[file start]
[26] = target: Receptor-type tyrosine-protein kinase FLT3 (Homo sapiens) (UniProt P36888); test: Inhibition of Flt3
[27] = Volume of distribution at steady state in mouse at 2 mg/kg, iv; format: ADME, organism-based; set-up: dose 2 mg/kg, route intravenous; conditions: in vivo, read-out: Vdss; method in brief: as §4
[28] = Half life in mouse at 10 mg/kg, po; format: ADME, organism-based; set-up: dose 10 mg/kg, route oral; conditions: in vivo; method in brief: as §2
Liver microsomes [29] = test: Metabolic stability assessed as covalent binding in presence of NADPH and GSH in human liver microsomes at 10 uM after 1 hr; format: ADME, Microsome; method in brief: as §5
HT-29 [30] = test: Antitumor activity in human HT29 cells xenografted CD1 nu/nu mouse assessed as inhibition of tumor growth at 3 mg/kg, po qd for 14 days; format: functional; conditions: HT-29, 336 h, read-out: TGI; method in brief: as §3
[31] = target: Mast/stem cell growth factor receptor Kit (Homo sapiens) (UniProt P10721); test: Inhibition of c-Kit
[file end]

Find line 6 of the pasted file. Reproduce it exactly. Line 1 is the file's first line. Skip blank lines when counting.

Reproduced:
[31] = target: Mast/stem cell growth factor receptor Kit (Homo sapiens) (UniProt P10721); test: Inhibition of c-Kit